Starring: Moira Shearer, Marius Goring, Anton Walbrook
Director: Michael Powell, Emeric Pressburger
Running Time: 133 mins
The Red Shoes is a British film about an aspiring dancer who, upon being cast in the lead role for a great new ballet, finds herself torn between her ambitions to become the greatest dancer in the world and the man who she truly loves.
This is a very stylish and theatrical story. It fits perfectly with its subject matter, having the feel of an elegant ballet throughout, with all of the melodrama and overacting that comes with it, and whilst that is one of the most fascinating parts of the film, it’s tough to avoid the fact that it’s just too slow and clunky to be a genuinely captivating story.
However, let’s look at why this is such a dramatic film first. Revolving largely around the life and loves of dancer Vicky Page, the plot is a pretty emotional one. Fortunately, however, the portrayal of Vicky from the beginning makes her hugely likeable and supportable, with her constant battle against the odds to become this great dancer making you want to will her on even more.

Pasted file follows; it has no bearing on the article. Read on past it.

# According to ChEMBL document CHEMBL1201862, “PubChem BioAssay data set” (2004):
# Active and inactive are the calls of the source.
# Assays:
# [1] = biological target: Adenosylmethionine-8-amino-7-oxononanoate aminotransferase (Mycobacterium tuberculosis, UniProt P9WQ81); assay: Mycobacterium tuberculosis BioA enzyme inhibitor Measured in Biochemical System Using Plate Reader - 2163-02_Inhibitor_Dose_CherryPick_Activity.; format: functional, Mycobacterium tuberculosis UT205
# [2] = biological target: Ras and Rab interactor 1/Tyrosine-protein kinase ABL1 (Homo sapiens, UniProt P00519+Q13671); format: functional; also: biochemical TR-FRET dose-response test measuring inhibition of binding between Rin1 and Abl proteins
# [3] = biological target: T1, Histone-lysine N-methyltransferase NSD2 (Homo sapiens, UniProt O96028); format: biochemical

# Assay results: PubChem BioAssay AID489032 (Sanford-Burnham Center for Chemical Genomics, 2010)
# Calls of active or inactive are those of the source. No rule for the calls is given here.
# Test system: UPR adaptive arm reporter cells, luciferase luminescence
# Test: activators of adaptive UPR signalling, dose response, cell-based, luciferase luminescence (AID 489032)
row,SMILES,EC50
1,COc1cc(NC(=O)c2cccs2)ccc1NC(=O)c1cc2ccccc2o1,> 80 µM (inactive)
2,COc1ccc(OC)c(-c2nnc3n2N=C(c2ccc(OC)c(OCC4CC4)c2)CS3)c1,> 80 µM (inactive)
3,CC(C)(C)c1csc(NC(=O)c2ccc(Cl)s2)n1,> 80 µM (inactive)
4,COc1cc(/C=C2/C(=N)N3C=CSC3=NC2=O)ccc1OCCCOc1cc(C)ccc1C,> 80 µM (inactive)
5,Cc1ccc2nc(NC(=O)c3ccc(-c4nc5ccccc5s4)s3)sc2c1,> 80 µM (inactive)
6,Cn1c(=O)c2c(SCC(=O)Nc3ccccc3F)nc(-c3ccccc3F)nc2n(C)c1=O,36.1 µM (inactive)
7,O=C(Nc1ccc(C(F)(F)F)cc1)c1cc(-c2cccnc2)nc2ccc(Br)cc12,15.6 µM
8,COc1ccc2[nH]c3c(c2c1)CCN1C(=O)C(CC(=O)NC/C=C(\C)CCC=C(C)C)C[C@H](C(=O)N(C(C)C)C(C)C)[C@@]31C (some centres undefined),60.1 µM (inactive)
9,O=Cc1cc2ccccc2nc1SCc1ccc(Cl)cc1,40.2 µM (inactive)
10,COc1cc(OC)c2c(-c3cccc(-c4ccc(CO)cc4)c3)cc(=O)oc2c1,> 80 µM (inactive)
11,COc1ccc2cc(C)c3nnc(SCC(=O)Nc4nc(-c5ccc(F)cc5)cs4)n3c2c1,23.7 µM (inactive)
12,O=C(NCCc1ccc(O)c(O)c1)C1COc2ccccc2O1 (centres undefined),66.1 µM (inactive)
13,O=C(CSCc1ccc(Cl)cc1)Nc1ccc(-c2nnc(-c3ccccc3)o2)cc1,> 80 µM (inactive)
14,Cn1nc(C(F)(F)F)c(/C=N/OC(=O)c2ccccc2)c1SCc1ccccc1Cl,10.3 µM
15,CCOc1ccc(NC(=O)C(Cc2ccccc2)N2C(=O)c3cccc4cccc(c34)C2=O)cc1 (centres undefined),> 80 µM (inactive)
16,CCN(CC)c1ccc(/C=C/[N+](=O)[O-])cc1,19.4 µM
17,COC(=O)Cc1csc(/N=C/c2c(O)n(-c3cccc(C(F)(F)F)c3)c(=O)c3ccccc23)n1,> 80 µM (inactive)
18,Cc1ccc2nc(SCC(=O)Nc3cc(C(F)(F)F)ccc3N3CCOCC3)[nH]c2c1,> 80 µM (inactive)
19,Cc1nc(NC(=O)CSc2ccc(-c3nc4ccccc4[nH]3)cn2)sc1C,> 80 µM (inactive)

The structure and vibe of the story itself really mirrors the ballet too. Despite showing various different productions, from ‘The Red Shoes’ to ‘Swan Lake’, the story maintains a very similar feel to a ballet.
Firstly, it’s the elegance of the performances and dance numbers, but also the extreme power and melodramatic emotion of the romantic story later on when Vicky faces this dilemma between love and career, that all begins to snowball towards a very dramatic and theatrical climax.
That’s what’s interesting about this film, however the problem is that it’s not a formula that really captivates you, especially if you’re not particularly interested in the ballet. There’s an overlong dance sequence in the middle of the film that lasts around ten minutes, with no dialogue, and some of the romance scenes just take far too long to really add anything to the plot as a whole, leaving you often bored and impatient with the pace of the film.
Overall, this gets a 7.4 from me, because despite it being a bit clunky and poorly-paced, it’s an excellent feature that puts ballet onto the screen in a very appropriate and interesting way.